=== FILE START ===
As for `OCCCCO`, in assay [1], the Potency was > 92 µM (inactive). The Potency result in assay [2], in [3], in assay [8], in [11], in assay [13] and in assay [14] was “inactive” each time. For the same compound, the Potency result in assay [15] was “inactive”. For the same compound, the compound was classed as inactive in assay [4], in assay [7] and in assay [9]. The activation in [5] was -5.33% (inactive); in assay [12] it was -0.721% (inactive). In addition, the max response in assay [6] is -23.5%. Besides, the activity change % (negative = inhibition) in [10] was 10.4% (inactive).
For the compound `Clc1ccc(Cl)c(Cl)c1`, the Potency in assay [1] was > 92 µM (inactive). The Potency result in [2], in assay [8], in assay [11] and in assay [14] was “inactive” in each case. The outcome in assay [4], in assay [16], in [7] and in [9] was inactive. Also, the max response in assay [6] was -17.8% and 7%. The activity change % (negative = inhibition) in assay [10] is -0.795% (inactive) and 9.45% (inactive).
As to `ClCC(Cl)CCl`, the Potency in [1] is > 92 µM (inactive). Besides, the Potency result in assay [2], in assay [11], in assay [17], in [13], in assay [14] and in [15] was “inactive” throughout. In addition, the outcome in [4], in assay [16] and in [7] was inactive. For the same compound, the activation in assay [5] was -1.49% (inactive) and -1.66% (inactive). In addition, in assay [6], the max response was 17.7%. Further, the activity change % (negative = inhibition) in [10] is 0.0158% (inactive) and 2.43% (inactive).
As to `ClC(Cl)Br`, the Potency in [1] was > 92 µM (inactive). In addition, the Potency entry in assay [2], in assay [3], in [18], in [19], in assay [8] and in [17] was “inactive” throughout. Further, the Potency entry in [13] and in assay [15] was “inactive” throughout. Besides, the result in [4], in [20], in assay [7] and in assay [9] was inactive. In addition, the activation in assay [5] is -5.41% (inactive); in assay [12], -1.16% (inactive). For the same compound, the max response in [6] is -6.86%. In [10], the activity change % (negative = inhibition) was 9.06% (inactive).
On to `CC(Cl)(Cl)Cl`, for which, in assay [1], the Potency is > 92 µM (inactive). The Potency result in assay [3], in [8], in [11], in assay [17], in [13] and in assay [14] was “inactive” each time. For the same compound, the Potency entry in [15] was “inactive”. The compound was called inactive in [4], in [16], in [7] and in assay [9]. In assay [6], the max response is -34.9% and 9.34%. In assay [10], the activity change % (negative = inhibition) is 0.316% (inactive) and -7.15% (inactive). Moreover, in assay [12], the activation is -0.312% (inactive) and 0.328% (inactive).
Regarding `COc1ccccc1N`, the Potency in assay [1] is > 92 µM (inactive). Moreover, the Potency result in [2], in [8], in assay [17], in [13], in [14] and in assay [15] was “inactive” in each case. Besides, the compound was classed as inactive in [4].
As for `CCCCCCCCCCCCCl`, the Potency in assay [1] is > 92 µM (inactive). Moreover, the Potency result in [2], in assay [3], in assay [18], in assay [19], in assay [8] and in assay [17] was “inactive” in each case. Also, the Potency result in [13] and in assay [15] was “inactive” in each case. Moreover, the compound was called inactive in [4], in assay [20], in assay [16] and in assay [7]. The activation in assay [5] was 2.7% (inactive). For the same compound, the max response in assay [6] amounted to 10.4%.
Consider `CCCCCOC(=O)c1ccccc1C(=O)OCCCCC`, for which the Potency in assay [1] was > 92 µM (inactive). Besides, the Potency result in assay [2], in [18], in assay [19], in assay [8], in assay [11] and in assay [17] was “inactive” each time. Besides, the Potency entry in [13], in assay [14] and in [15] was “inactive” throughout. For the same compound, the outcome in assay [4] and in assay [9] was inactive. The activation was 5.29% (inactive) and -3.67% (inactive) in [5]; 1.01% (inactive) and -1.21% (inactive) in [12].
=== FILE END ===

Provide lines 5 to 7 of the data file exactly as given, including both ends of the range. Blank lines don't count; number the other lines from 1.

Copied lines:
On to `CC(Cl)(Cl)Cl`, for which, in assay [1], the Potency is > 92 µM (inactive). The Potency result in assay [3], in [8], in [11], in assay [17], in [13] and in assay [14] was “inactive” each time. For the same compound, the Potency entry in [15] was “inactive”. The compound was called inactive in [4], in [16], in [7] and in assay [9]. In assay [6], the max response is -34.9% and 9.34%. In assay [10], the activity change % (negative = inhibition) is 0.316% (inactive) and -7.15% (inactive). Moreover, in assay [12], the activation is -0.312% (inactive) and 0.328% (inactive).
Regarding `COc1ccccc1N`, the Potency in assay [1] is > 92 µM (inactive). Moreover, the Potency result in [2], in [8], in assay [17], in [13], in [14] and in assay [15] was “inactive” in each case. Besides, the compound was classed as inactive in [4].
As for `CCCCCCCCCCCCCl`, the Potency in assay [1] is > 92 µM (inactive). Moreover, the Potency result in [2], in assay [3], in assay [18], in assay [19], in assay [8] and in assay [17] was “inactive” in each case. Also, the Potency result in [13] and in assay [15] was “inactive” in each case. Moreover, the compound was called inactive in [4], in assay [20], in assay [16] and in assay [7]. The activation in assay [5] was 2.7% (inactive). For the same compound, the max response in assay [6] amounted to 10.4%.